| The Heath Anthology of
American Literature, Fifth Edition
Victor Hernández Cruz
Born in Aguas Buenas, a small mountain town in
Puerto Rico, Víctor Hernández Cruz moved with his family to the States when he
was five. He attended Benjamin Franklin High School in New York City and was
associated with The Gut Theater on East 104th Street. He published Snaps, his
first collection of poetry, when he was twenty. From the early 1970s, Hernández
Cruz lived in San Francisco; in 1990 he returned to Aguas Buenas, where he
continues to write in both English and Spanish.
poetry has been described as “the most conscious of literary forms, and the
most influenced by present tendencies in American literature” among Puerto
Rican writers in the United States. It is, indeed, highly introspective and
abstract, preoccupied with form, rhythm, and language. His poems lack the
referential context to popular culture and life in El Barrio which
characterizes the work of Tato Laviera and Miguel Algarín, for example. Rather,
his intellectualizing voice exhibits influences of various literary movements,
such as minimalism and concrete poetry, among others. Nonetheless, his poems
and prose pieces capture Hispanic images and symbols in the urban milieu.
distinguishing feature of Hernández Cruz’s poetry is its conscious language
choices. The poet plays with both English and Spanish words, with spelling and
phonetics, suggesting at times simultaneous American and Puerto Rican readings.
The title of his book By Lingual Wholes illustrates his playful and witty use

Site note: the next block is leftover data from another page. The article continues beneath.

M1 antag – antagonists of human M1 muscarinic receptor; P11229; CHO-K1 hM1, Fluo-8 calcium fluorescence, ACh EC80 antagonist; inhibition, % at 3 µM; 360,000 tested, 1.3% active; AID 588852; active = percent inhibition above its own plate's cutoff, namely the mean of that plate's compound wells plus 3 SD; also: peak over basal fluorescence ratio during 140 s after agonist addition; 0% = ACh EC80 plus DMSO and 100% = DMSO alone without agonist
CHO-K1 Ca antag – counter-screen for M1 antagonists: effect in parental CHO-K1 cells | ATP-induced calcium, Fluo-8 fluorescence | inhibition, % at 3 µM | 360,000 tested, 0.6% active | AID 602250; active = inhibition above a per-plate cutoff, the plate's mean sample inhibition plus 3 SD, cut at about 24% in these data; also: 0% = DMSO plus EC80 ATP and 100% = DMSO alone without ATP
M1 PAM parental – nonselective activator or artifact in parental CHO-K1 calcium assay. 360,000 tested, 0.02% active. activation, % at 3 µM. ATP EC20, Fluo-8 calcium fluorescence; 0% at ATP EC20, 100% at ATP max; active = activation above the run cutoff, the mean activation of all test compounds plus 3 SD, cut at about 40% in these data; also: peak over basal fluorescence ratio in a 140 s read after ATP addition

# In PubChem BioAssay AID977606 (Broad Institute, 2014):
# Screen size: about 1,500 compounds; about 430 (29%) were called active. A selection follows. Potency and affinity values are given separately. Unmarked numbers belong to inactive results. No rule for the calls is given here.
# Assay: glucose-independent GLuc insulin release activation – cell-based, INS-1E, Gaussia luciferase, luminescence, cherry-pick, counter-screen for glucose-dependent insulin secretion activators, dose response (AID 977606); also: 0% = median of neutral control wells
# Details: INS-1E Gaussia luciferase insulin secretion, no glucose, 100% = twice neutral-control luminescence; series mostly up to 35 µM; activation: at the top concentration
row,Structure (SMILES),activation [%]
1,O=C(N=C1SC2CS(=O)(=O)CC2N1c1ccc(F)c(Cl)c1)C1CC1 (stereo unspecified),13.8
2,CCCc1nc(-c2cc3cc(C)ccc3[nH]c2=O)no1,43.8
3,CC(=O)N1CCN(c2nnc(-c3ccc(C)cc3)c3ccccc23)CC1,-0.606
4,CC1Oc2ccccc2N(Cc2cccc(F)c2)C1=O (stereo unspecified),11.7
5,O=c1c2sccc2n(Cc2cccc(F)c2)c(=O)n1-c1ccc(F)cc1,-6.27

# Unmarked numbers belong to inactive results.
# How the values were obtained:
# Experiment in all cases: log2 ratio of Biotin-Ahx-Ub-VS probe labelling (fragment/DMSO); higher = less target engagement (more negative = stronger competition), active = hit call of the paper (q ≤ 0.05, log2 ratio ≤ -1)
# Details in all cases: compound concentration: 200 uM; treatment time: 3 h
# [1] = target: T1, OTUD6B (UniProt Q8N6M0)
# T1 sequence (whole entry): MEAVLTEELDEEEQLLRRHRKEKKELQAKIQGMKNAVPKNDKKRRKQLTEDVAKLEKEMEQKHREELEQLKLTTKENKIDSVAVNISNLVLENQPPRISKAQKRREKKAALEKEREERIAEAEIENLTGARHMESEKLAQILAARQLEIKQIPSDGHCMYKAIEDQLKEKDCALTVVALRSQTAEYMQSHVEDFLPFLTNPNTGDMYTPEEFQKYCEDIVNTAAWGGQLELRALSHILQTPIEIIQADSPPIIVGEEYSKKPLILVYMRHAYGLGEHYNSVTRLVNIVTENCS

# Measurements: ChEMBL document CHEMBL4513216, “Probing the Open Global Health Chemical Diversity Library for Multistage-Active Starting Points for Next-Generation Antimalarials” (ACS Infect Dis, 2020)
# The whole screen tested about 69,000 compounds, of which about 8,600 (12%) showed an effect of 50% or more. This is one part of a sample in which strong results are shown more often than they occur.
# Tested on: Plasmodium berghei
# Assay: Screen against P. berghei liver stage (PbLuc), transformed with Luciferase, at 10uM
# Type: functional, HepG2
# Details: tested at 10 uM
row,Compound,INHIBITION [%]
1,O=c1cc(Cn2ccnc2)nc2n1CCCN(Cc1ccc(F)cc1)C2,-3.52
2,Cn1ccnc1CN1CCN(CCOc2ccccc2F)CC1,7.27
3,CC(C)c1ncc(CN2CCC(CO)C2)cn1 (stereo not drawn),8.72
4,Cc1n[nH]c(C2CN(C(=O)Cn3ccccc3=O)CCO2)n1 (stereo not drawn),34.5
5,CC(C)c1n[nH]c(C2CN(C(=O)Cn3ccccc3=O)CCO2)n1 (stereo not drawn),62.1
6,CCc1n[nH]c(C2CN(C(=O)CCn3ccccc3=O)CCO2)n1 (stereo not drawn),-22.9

of language. By Lingual echoes the word “bilingual,” and the concept wholes,
which implies both totality and absence—(w)holes—unifies the poems in this
collection. The book itself is a collage in which spatial and visual signs are
part of the poem’s meaning, as they are in the work of the Brazilian concrete
poets. Poetry and prose are intertwined with one-word poems, haikus, short
stories, prose poems, and an empty appendix. The epigraph to the book signals this
playful yet serious hybridization: “Speech changing within space.”
Cruz’s vision of the transformation of literary English because of its contact
with Spanish is his unique contribution to American literature. Just as Spanish
in the States has been transforming itself into the distinct dialects of the
various Hispanic groups who live here, English also has been affected by
Hispanic writers. Hernández Cruz believes that the English syntax is being
changed through the Spanish influence. His work is substantially enriched by
the mixture and interplay of the two languages, and by the meaningful
intersections between English and Spanish. However, in Panoramas, he proposes
that English and Spanish not be mixed.
poetry has evolved from the fragmented and often violent images of urban life,
experiences with drugs, and existential beliefs during his youth—as in Snaps—to
a dynamic and sometimes profound expression of biculturalism and bilingualism.
Cosmopolitan and urban, his poetry stands without sacrificing images of
Hispanic origin, culture, and tradition. His is the language of the urban,
intellectual Latino who nevertheless cannot survive without transforming the
past into the present.
Frances R. Aparicio|
University of Illinois at Chicago
In the Heath Anthology
Table of Contents
By Lingual Wholes
Rhythm, Content and Flavor
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Home Is Where the Music Is
A review of Panoramas.
Etext of Cruz's kobayashi issa.
Victor Hernandez Cruz
Includes a biographical sketch, selecte d bibliography, and photograph.
Frances Aparicio, "On Sub-versive signifiers" in Tropicalizations, 1997
Edna Acosta Belen, "The Literature of the Puerto Rican National Minority in the United States," 5:12 The Bilingual Review (Jan.-August 1978): 107-116
Arnaldo Cruz, "Teaching Puerto Rican Authors: Modernization and Identity in Nuyorican Literature," ADE Journal published by The Modern Language Association, December, 1988
William Luis, Dance between Two Cultures: Latino Caribbean Literature Written in the U.S., 1997
Where Poems Come From (video), 1991
Marc Zimmerman, U.S. Latino Literature: An Essay and Annotated Bibliography, 1992